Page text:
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NICK DOUGLAS — This was not a healthy year for the language, but it was damn good for technolinguists. Words like *Camp and Web 3.0 built on the popular buzzwords of earlier years, while Wikiality and Series of Tubes mocked the silliness of the Internet. For the top ten words in tech this year:

  1. Bubble 2.0: The obvious backlash to "Web 2.0," which worked its way into the language of cynics last year and flourished this year, even landing in boom-crazy BusinessWeek.
  2. Wikiality: Stephen Colbert makes Wikipedia vandalism funny by actually editing an entry on-air to demonstrate this word's meaning: reality by popular consensus.
  3. Death to user-generated content: Designer Derek Powazek's shot heard round the world: "Calling the beautiful, amazing, brilliant things people create online 'user-generated content' is like sliding up to your lady, putting your arm around her and whispering, 'Hey baby, let's have intercourse.'" His suggestion: "Authentic media," which seems more "We make sexy time" than "Let's make love."
  4. Consumer-generated media: You know what? Let's not go there.
  5. Web 3.0: Ugh. First used ironically, now entering the vernacular of dweebs even more clueless than those who spread "Web 2.0," this phrase now applies to visions of 3D and mobile branches of the Internet.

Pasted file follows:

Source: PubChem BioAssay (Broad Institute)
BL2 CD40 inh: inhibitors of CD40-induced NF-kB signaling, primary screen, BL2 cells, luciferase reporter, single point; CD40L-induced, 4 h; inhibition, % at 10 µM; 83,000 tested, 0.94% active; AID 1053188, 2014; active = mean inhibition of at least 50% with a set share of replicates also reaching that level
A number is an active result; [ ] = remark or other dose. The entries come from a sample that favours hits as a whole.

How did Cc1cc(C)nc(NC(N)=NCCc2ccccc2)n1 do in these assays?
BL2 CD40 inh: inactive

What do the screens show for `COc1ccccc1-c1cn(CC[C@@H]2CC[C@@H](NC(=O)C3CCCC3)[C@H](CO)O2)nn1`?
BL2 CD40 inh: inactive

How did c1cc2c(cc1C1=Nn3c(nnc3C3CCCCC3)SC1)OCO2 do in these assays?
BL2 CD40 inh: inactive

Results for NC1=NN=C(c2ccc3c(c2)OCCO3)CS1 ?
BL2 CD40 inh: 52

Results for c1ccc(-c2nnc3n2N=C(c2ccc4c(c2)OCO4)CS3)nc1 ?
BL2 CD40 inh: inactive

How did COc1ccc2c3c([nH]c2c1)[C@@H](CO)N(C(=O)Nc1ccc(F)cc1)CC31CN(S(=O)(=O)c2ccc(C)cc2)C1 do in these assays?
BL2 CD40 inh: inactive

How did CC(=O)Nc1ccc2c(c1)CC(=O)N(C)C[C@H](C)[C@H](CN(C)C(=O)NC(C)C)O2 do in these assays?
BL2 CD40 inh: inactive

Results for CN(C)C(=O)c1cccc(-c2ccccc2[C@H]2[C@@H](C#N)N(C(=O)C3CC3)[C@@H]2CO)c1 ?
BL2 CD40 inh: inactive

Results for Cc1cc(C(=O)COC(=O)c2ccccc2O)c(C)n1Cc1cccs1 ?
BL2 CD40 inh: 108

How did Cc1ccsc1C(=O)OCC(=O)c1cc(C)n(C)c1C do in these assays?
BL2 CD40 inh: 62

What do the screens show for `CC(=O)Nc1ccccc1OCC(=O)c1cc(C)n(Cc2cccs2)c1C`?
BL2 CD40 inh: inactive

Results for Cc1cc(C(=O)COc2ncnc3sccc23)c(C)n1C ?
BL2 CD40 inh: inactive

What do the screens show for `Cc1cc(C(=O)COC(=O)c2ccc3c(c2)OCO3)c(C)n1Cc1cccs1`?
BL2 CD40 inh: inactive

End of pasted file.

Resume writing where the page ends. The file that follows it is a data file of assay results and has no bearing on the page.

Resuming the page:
6. *Camp: BarCamp, WineCamp, and all the other Webberati gatherings eclipsed FOO Camp, the original "unconference" held by tech publisher Tim O'Reilly.
  7. Net Neutrality: The right to equal bandwidth came under fire this year by service providers who want to charge content providers for guaranteed high-speed access. While groups like Save the Internet claimed victory when a neutrality-smashing telco bill died this year, efforts to enforce neutrality have also failed so far.
  8. Peanut Butter: This phrase from Brad Garlinghouse's company-wide manifesto sums up what the Yahoo senior VP hated about Yahoo's old structure: The company is spread too thin, with internally competing business units. Yahoo is now restructuring into three business groups, but it's not firing 15-20% of its staff as Garlinghouse recommended — not yet, anyway.
  9. Valleywag: Like "Santorum," it wasn't long before this name came to mean something vile and embarrassing. Unlike Santorum, when Valleywag's term ends, no little girls will cry for it.
  10. Series of tubes: It's not a big truck. Senator Ted Stevens's metaphor is actually apt, but it's clear from the rest of his speech that the coot had no idea what he was talking about. Sure has a nice beat, and you can dance to it.

This is the fourth installment of Diggbait, a daily column about life in the tech world. Earlier, Diggbait covered the eight people you meet on Nick Douglas also writes daily for Eat the Press.